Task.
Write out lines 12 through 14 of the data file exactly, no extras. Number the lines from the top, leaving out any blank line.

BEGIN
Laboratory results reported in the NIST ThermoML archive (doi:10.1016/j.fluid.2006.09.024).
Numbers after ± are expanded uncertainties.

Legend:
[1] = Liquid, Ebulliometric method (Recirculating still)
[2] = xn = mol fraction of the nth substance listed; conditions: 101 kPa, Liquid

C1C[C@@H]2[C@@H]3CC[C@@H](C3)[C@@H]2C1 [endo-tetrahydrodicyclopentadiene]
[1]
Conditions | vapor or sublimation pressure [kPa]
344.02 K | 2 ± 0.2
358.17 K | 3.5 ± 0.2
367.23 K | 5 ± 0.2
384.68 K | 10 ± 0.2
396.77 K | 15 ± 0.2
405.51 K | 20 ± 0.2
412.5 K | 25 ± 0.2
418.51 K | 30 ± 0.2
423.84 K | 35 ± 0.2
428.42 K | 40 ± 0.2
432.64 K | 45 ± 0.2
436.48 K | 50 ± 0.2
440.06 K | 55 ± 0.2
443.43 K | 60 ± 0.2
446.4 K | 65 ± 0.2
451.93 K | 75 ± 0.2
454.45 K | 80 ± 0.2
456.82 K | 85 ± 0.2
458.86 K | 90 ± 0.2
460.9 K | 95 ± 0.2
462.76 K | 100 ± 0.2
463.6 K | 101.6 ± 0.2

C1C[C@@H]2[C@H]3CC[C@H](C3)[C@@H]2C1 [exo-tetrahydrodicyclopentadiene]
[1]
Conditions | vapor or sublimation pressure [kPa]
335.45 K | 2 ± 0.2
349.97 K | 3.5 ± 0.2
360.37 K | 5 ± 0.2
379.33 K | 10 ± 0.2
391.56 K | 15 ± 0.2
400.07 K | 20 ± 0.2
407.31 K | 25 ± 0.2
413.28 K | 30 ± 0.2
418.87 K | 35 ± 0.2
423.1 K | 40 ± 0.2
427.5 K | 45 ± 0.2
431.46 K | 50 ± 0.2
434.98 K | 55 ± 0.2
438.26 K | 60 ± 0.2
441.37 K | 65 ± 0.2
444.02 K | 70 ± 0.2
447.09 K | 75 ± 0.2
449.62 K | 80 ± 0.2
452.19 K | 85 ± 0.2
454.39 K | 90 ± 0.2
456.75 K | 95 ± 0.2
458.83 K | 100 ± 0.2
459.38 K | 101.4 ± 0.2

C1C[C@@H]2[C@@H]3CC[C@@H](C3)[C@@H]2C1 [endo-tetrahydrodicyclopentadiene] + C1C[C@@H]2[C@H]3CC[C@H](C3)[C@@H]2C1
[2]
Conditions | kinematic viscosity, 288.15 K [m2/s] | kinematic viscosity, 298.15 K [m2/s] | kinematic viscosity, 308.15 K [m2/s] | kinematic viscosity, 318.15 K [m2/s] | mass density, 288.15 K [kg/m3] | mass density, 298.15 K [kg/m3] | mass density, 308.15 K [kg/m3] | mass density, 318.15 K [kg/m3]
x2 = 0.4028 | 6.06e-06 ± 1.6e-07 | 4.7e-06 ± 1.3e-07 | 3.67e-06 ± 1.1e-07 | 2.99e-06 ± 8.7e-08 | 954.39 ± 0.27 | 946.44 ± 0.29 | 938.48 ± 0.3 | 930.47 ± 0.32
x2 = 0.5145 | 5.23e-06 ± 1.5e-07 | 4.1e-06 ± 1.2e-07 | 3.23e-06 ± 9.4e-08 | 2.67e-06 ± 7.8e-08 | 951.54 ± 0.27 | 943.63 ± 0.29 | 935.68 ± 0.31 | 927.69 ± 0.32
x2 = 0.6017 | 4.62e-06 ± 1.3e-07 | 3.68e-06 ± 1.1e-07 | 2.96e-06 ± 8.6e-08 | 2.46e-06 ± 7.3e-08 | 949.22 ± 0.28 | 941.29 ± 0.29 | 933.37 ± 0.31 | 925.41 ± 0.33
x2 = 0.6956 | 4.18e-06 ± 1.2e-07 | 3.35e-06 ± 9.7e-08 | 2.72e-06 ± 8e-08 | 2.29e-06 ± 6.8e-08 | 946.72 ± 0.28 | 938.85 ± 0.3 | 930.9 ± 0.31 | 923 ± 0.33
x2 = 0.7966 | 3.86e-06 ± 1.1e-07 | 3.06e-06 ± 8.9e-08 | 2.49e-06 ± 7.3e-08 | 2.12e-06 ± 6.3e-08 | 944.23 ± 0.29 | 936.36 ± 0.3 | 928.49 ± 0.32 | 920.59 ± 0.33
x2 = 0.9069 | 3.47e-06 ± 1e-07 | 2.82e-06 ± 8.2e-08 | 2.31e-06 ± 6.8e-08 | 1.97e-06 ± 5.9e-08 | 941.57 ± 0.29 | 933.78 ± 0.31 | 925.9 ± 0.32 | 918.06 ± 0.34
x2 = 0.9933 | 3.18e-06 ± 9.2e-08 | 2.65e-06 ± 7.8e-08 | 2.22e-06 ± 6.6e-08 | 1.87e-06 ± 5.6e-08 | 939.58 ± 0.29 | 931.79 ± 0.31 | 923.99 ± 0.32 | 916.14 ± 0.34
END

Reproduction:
384.68 K | 10 ± 0.2
396.77 K | 15 ± 0.2
405.51 K | 20 ± 0.2